Orwellian

This George Orwell thing just won’t die and it’s kinda pissing me off. It’s getting to be like Benghazi for the anti-Amazon crowd. We’ll have hearings any day now on what Bezos knew about this quote and when. Yesterday, I read this piece by Alex Shepherd from Melville House once again rehashing the critique that Amazon manipulated an Orwell quote by manipulating the same quote in a different manner himself.

Before I get too far into this, though, let’s look at that quote, not one or two cherry picked sentences or sentence fragments, but the entire damn thing. It was taken from a review Orwell wrote about a series of 10 inexpensive paperbacks released by Penguin in 1936 for the New English Weekly. The essay is clearly a review. He lists the titles, authors and publisher at the beginning, made the much-requoted opening gambit, then proceeded to gush about each book in turn before concluding by doubling down on his earlier point. Oddly, part of his conclusion makes his feelings about paperbacks quite clear yet it’s not been referenced to speak of. If I had to guess, this was a paying gig for Orwell, it’s written like one, so the gushing PR-type tone in the parts specifically referring to the books he’s reviewing makes perfect sense. The source material for this is a toss-off “book review” column, and not a particularly good one, at that. “Keep getting ‘dem checks,” as NBA commentator Jalen Rose would say. See for yourself. Here’s a link to the full review.

So, for the sake of clarity, here’s the opening quote in its entirety:

“The Penguin Books are splendid value for sixpence, so splendid that if the other publishers had any sense they would combine against them and suppress them. It is, of course, a great mistake to imagine that cheap books are good for the book trade. Actually it is just the other way around. If you have, for instance, five shillings to spend and the normal price of a book is half-a-crown, you are quite likely to spend your whole five shillings on two books. But if books are sixpence each you are not going to buy ten of them, because you don’t want as many as ten; your saturation-point will have been reached long before that. Probably you will buy three sixpenny books and spend the rest of your five shillings on seats at the ‘movies’. Hence the cheaper the books become, the less money is spent on books. This is an advantage from the reader’s point of view and doesn’t hurt trade as a whole, but for the publisher, the compositor, the author and the bookseller it is a disaster.”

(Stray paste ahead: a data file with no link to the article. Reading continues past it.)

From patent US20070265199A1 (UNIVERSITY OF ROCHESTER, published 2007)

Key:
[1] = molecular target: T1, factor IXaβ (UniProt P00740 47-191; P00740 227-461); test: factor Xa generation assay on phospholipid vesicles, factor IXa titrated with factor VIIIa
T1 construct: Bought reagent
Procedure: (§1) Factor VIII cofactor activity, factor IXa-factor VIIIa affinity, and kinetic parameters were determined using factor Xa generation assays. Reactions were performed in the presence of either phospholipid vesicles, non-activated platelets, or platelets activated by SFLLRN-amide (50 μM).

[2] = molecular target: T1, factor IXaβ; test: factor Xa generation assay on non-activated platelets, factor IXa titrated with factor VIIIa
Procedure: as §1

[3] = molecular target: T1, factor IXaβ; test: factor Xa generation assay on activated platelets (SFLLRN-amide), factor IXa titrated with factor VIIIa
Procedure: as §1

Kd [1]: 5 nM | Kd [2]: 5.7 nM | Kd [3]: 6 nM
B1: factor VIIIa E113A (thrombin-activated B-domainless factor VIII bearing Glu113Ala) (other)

And here’s the conclusion paragraph, also complete:

“In my capacity as reader I applaud the Penguin Books; in my capacity as writer I pronounce them anathema. Hutchinson are now bringing out a very similar edition, though only of their own books, and if the other publishers follow suit, the result may be a flood of cheap reprints which will cripple the lending libraries (the novelist’s foster-mother) and check the output of new novels. This would be a fine thing for literature, but it would be a very bad thing for trade, and when you have to choose between art and money well, finish it for yourself.”

The main bone of contention in this Orwellian battle over Orwell’s words is two references Amazon made to a portion of this review in its Readers United statement responding to criticisms of its stated position on the price of ebooks:

“The famous author George Orwell came out publicly and said about the new paperback format, if “publishers had any sense, they would combine against them and suppress them.” Yes, George Orwell was suggesting collusion.”

“Perhaps channeling Orwell’s decades old suggestion, Hachette has already been caught illegally colluding with its competitors to raise e-book prices.”

The popular party line among Amazon’s detractors is that they are misrepresenting Orwell by claiming his reference to “combine against them and suppress them” was serious and not tongue in cheek, or part of a “celebration” of the cheap paperback. I admit, if you read the complete sentence that Amazon excerpted, it does appear that way. Let’s look at just that quote again:

“The Penguin Books are splendid value for sixpence, so splendid that if the other publishers had any sense they would combine against them and suppress them.”

But the detractors don’t stop there. They move on to claim Orwell is actually contradicting Amazon’s point about cheap books and their benefits. Again, I admit, if you start immediately after the first sentence, it certainly appears that way. Let’s look at the rest of that paragraph again: